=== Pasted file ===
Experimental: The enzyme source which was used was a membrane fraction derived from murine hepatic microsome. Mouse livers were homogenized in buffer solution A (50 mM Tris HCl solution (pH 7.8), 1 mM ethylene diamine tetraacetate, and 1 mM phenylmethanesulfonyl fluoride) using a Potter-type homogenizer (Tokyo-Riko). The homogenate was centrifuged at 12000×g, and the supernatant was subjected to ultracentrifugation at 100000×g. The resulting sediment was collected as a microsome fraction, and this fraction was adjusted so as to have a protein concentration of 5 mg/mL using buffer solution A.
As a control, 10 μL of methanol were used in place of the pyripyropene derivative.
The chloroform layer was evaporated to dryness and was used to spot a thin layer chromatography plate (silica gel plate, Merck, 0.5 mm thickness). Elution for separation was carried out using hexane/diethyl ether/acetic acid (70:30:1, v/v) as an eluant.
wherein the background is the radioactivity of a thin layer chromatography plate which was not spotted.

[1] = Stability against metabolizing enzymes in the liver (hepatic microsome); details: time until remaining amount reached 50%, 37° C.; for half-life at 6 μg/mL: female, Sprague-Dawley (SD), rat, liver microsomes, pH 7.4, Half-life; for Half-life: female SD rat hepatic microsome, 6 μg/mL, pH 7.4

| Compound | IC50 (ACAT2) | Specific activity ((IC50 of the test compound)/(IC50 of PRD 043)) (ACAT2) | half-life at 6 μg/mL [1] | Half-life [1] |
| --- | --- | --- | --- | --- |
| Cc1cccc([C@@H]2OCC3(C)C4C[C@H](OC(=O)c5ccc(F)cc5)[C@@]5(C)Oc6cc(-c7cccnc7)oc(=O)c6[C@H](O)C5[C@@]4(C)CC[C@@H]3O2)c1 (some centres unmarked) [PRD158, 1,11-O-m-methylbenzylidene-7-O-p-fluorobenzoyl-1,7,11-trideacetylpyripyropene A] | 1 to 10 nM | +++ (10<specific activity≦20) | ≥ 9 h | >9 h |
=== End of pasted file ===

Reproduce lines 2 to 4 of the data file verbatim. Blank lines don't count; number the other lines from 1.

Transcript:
As a control, 10 μL of methanol were used in place of the pyripyropene derivative.
The chloroform layer was evaporated to dryness and was used to spot a thin layer chromatography plate (silica gel plate, Merck, 0.5 mm thickness). Elution for separation was carried out using hexane/diethyl ether/acetic acid (70:30:1, v/v) as an eluant.
wherein the background is the radioactivity of a thin layer chromatography plate which was not spotted.